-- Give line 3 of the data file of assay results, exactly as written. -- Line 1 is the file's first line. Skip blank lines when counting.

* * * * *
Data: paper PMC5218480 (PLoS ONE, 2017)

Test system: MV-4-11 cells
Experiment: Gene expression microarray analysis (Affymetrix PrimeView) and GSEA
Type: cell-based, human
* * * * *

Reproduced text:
Experiment: Gene expression microarray analysis (Affymetrix PrimeView) and GSEA